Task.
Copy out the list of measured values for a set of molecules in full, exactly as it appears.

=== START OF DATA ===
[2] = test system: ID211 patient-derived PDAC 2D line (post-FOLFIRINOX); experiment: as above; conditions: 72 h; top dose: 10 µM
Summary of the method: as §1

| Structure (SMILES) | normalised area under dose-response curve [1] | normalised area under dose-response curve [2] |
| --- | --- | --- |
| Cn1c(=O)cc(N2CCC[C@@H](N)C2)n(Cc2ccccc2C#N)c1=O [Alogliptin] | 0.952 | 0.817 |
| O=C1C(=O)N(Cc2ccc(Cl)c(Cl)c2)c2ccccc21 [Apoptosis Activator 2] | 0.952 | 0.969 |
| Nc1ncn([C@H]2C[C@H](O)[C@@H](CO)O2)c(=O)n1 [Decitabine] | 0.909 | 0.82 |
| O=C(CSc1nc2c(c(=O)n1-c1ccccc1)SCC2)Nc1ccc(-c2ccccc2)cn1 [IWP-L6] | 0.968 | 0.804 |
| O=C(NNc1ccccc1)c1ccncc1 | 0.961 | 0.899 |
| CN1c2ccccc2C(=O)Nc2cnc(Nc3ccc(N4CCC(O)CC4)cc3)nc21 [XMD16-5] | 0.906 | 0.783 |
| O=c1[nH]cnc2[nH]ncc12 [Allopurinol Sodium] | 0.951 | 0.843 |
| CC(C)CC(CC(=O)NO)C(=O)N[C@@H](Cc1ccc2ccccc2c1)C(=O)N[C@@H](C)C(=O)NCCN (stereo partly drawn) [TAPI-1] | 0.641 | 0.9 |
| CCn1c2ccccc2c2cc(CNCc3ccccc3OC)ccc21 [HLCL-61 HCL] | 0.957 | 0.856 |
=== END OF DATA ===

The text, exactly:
[2] = test system: ID211 patient-derived PDAC 2D line (post-FOLFIRINOX); experiment: as above; conditions: 72 h; top dose: 10 µM
Summary of the method: as §1

| Structure (SMILES) | normalised area under dose-response curve [1] | normalised area under dose-response curve [2] |
| --- | --- | --- |
| Cn1c(=O)cc(N2CCC[C@@H](N)C2)n(Cc2ccccc2C#N)c1=O [Alogliptin] | 0.952 | 0.817 |
| O=C1C(=O)N(Cc2ccc(Cl)c(Cl)c2)c2ccccc21 [Apoptosis Activator 2] | 0.952 | 0.969 |
| Nc1ncn([C@H]2C[C@H](O)[C@@H](CO)O2)c(=O)n1 [Decitabine] | 0.909 | 0.82 |
| O=C(CSc1nc2c(c(=O)n1-c1ccccc1)SCC2)Nc1ccc(-c2ccccc2)cn1 [IWP-L6] | 0.968 | 0.804 |
| O=C(NNc1ccccc1)c1ccncc1 | 0.961 | 0.899 |
| CN1c2ccccc2C(=O)Nc2cnc(Nc3ccc(N4CCC(O)CC4)cc3)nc21 [XMD16-5] | 0.906 | 0.783 |
| O=c1[nH]cnc2[nH]ncc12 [Allopurinol Sodium] | 0.951 | 0.843 |
| CC(C)CC(CC(=O)NO)C(=O)N[C@@H](Cc1ccc2ccccc2c1)C(=O)N[C@@H](C)C(=O)NCCN (stereo partly drawn) [TAPI-1] | 0.641 | 0.9 |
| CCn1c2ccccc2c2cc(CNCc3ccccc3OC)ccc21 [HLCL-61 HCL] | 0.957 | 0.856 |